Commercial Sex Workers
Sex work is defined as “the exchange of money or goods for sexual services, either regularly or occasionally, involving female, male, transgender adults, young people and children where the sex worker may or may not consciously define such activity as income-generating” – UNFPA.
The national strategy for sex workers has three main features: empowerment workshops in all the regions (SERHA, SRHA, NERHA & WRHA), freaky night (club)/street site interventions and a drop in centre where the ladies can access reproductive health services. The empowerment approach is intended to address social vulnerability and reduce risk of HIV transmission. The sex worker is equipped with the skills needed to overcome barriers and incrementally take control of their health. This approach may be more sustainable as they are making an informed, conscious decision to adopt certain behaviours (testing, consistent condom use, regular STI checks and adherence to ARVs if infected with HIV).
Men who have sex with men (MSM)
The Men’s Health programme for men who have sex with men (MSM) aims to increase consistent condom/lube use, reduce multiple partners, increase treatment seeking for STI, build referral system, reduce vulnerability via skill building, reduce stigma/discrimination and identify new HIV cases.
The main feature of this programme is the empowerment workshop which can be broken down into three phases: recruitment/planning, workshop (medical checks/HIV/STI information/empowerment opportunities – TRN, birth certificate, further education/skills) and certification ceremony.
Persons living with HIV
Positive Prevention is the main programme that has been designed to address persons living with HIV (PLHIV) to prevent the onward transmission of HIV. The roll out of positive prevention takes the form of workshops across the island that utilizes the positive prevention curriculum as a guide to reducing risky behaviours that expose PLHIV, their sex partners and offspring to HIV infection. Additionally, these workshops aim to provide linkages for PLHIVs to relevant social support systems and to foster a supportive environment for PLHIV within health care systems and communities.
There are two interventions designed to target adolescents:
- Hold On, Hold Off In-school Intervention
The intervention is a site based initiative designed for young people in school settings. Strategies and messages were designed to cater to the needs of the site. Sites are chosen based on; location, high risk, low literacy, request from schools experiencing inappropriate sexual behaviour.The hold on, hold off programme that includes a h3 abstinence component consist of a structured (class) sessions, informal (lunch time) sessions, club based program, sensitization of staff and parents and four (4) weeks summer camp for persons identified as potential peer educators.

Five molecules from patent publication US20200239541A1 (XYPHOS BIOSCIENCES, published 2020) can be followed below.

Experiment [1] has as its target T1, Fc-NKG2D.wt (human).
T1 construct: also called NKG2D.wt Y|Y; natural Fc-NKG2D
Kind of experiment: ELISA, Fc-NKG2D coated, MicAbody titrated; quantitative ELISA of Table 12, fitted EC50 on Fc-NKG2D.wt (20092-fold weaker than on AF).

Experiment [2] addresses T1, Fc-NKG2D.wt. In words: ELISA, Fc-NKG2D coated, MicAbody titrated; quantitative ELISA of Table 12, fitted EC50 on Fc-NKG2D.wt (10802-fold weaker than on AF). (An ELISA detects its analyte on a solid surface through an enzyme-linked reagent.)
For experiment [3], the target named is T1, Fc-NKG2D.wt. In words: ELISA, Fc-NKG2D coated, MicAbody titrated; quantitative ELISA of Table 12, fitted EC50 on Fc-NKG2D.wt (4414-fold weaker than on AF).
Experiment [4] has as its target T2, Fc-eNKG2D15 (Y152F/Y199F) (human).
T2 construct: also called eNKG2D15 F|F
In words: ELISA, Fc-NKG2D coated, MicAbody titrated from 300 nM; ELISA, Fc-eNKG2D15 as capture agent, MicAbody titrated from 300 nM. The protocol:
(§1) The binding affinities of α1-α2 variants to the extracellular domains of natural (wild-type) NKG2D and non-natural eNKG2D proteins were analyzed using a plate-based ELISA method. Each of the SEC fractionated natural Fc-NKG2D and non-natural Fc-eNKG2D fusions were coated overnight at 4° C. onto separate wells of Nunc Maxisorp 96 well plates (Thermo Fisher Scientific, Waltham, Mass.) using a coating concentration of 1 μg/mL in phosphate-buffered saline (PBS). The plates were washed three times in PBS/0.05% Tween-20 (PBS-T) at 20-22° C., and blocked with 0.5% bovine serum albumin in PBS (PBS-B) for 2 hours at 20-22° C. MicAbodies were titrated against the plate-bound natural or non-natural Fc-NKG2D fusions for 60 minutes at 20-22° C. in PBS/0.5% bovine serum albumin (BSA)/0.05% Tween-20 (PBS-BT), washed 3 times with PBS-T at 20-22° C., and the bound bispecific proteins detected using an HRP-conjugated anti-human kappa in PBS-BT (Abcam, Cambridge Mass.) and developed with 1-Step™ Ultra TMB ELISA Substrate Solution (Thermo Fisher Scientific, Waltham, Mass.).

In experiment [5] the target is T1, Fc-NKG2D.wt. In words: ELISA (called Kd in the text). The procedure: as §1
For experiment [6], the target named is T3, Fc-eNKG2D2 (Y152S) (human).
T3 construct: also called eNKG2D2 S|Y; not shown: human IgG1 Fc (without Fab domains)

- Out of School Youth Intervention
Out of school youth (OSY) are defined as young people between the ages of 13 – 19yrs who are not attached to any formal institutions. Sometimes OSY are found as young as 8 – 12years old. UNESCO (2006) stated that OSY are youth who are less likely to be involved in any activity that will contribute to their education and employment status. It is estimated that there are between 160,000 – 200,000 OSY in Jamaica (PIOJ, 2006).The OSY population consist of young people who dropped out of school as a result of pregnancy, several behavioural issues or come from homes with financial/social problems. In rolling out the strategy, the National HIV/STI Programme partners with Heart Trust NTA, National Council on Drug Abuse, Jamaica Foundation for Lifelong Learning, barber shops in nearby communities, teachers (internal or external), Registrar General’s Department, NGOs working in the community and community youth clubs.
The estimated prevalence of the adult population in Jamaica is 1.6% while that of the 5000 prison inmates as at 2005 is 5%. Persons located in the section where individuals are labeled as men who have sex with men (MSM) and separated were 17% times more likely to test positive for HIV than those located in the main section.
The HIV programme in the prisons comprise of parolee intervention, sex partner/visitor education, positive prevention for PLHIV and a peer educators programme. In the prisons, inmates are screened for Voluntary Counseling and Testing (VCT) for HIV/AIDS, Syphilis and Hepatitis, inmates infected with HIV are identified and their care facilitated, HIV prevention information provided to all categories of inmates and their efficacy in condom use among soon to be released and paroled inmates built.